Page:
While divorce proceedings can be stressful and time consuming, there’s a huge amount of relief that comes after everything is said and done. After all, divorce marks the end of one chapter and the start of a new one. There’s only one thing that might be holding you back from your new life – your credit history. It might be overwhelming to deal with the aftermath of a divorce, but every good financial decision will put you one step closer to your goals.
- Review Your Financial Standing
First and foremost you want to know where you stand financially after a divorce. Take some time to review your accounts. Request a credit report from all three credit bureaus and find out exactly what is affecting your credit. This will give you some perspective of both the good and the bad and enable you to start forming a plan for repair.
- Take Care of any Remaining Joint Accounts
You’ll never have complete control of your financial standing while you still have open accounts with your former spouse. Your ex’s actions – or lack thereof – will only continuing affecting your score following a divorce. Make a note of all personal accounts as well as joint accounts that weren’t addressed in your divorce decree. Consider refinance, consolidation, and balance transfer options to separate accounts into the responsible parties names. This will take some cooperation between you and your former spouse. If necessary, talk with your lawyer about seeking mediation on separating joint accounts.
- Balance Your Budget
After a split, it may take time to adjust to your new income-to-expense story. During this adjustment period, it’s important to stay current on all your current accounts. Maintaining good credit history is the key to saving your credit after a divorce. If you weren’t previously responsible for bill pay, this may take some getting used to. Identify your priorities, create a budget, and start tracking your spending. This will give you an idea if you need to cut back in certain areas or start exploring what’s out there in the workforce to prevent you from falling behind.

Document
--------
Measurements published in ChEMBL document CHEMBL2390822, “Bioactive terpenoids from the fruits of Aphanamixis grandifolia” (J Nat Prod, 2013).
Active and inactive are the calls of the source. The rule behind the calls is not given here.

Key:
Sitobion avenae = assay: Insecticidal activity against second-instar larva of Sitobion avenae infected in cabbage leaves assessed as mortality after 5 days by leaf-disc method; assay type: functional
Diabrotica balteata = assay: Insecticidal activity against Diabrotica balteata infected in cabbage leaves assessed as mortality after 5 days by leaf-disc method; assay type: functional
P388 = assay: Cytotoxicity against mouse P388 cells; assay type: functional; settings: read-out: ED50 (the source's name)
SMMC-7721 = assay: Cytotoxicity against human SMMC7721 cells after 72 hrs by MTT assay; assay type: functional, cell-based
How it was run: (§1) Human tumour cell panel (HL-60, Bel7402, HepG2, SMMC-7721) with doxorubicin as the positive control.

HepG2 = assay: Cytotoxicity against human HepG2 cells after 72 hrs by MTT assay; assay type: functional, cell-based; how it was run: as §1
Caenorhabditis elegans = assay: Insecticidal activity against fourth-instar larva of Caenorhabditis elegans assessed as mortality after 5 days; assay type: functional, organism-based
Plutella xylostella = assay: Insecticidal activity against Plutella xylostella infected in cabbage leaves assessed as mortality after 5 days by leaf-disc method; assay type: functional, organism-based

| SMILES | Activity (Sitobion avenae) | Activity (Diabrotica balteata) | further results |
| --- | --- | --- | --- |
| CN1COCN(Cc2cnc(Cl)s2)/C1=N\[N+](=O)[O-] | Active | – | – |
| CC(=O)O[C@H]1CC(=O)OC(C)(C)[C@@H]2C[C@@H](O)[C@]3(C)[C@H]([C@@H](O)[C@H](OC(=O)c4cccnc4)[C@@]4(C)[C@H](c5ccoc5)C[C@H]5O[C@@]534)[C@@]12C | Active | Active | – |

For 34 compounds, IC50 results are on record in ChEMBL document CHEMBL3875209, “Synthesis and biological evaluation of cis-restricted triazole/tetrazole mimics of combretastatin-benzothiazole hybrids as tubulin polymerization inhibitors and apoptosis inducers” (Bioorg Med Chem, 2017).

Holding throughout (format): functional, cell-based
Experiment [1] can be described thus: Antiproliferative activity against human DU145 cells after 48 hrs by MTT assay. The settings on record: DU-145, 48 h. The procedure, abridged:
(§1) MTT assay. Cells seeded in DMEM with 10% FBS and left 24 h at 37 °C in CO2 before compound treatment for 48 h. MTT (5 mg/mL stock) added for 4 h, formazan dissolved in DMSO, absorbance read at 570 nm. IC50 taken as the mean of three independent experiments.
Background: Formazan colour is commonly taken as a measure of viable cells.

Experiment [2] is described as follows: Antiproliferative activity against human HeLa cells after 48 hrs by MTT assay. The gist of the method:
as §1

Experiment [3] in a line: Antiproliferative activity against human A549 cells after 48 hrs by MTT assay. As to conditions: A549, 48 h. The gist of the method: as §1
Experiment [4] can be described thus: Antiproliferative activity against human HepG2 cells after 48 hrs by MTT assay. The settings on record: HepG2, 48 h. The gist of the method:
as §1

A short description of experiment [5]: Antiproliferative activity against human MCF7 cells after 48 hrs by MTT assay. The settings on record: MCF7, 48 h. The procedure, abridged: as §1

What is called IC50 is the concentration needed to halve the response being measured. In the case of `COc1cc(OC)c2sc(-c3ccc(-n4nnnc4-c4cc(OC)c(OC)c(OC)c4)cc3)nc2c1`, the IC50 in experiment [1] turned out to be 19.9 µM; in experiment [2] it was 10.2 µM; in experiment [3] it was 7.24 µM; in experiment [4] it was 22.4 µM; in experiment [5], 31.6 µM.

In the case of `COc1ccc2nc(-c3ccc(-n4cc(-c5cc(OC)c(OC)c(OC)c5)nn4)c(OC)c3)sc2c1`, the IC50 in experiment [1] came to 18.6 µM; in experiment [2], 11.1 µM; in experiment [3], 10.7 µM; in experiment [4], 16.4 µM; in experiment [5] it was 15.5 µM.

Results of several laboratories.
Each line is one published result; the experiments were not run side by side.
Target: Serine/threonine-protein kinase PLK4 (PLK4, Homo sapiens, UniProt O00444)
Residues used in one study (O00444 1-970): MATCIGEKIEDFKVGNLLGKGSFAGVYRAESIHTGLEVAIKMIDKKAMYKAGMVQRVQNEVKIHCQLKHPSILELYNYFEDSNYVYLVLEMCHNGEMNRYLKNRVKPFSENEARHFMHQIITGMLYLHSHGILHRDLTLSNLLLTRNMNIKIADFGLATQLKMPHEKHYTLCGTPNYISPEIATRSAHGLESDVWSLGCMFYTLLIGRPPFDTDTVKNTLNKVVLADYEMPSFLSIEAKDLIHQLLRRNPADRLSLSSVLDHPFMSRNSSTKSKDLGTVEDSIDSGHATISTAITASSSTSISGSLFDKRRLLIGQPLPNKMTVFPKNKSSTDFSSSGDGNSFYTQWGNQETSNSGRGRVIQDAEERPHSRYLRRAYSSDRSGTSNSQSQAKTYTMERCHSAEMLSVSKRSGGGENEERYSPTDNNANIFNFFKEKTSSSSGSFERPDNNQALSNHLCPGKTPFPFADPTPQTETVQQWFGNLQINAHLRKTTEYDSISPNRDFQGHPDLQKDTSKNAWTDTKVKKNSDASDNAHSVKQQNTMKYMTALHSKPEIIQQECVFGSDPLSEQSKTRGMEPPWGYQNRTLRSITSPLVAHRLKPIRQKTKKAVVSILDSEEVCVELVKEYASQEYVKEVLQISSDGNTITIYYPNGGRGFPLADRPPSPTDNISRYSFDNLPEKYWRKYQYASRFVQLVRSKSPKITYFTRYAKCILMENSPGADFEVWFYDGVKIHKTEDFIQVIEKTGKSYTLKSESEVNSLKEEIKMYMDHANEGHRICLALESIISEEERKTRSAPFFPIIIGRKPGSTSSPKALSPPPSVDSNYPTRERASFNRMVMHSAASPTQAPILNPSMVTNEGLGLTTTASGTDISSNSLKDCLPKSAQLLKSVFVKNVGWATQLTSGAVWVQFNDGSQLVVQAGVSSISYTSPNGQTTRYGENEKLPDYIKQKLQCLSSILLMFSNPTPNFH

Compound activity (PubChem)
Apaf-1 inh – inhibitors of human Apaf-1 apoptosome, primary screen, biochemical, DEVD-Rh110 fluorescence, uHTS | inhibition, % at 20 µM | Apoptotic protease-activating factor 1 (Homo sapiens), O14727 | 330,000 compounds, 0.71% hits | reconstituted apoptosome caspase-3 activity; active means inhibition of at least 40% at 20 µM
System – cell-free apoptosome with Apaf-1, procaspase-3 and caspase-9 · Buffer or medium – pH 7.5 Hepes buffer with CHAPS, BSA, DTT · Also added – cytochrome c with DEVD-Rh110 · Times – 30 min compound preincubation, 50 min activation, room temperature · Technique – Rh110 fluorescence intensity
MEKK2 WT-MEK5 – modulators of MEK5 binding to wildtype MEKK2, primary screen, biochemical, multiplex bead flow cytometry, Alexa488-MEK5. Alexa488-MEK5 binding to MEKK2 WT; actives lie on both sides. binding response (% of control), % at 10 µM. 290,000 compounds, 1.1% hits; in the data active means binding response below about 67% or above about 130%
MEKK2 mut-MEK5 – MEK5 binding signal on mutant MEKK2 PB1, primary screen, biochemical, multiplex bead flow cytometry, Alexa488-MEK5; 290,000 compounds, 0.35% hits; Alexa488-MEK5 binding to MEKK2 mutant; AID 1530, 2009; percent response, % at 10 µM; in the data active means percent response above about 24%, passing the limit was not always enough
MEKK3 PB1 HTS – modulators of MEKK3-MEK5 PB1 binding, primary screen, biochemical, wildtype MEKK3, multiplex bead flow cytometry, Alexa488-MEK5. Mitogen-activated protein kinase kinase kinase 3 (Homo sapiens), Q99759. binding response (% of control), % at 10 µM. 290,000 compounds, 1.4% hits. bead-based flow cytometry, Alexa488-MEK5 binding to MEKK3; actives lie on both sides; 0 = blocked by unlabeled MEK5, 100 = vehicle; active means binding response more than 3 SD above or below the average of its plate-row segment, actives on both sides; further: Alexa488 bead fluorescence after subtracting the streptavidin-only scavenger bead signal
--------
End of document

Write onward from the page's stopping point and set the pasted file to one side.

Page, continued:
- Establish Credit Independently
When it comes to building credit on your own, you want to start small and build up. Start by getting a credit card with a small limit. Only use your card for bills that you’ve already outlined in your budget and always pay them on time. Be careful of running up any debt that you can’t afford to pay. After 6 months, apply for another car and continue paying bills consistently. If you’re not ready to for a card on your own, try applying for a secured credit card. Secured cards are typically backed my your savings account, therefore more financially secure than an open line of credit. Build a positive credit history for a few months before venturing out on your own.
- Rebuild a Positive Credit History
After a divorce, you can pick up the pieces and start fresh over a positive credit report. Your most recent bill-paying behavior (18 to 24) is the most important to deciding whether you are a good credit risk. Even a single late payment can affect your ability to get a mortgage. Keep your credit balances low (less than 30%) and always make more than your minimum payment. This show responsibility and reliability when it comes to your accounts, which lenders love to see.
- Bankruptcy – A Last Resort
If you are simply in over your head consider bankruptcy, but only as a last resort. Bankruptcy is not an easy way out and there’s no guaranteeing a judgment will be granted in your favor. And even if you do a bankruptcy has implications on your credit score for up to 10 years. During this time you may find it difficult, or even impossible to find a new mortgage or personal loan.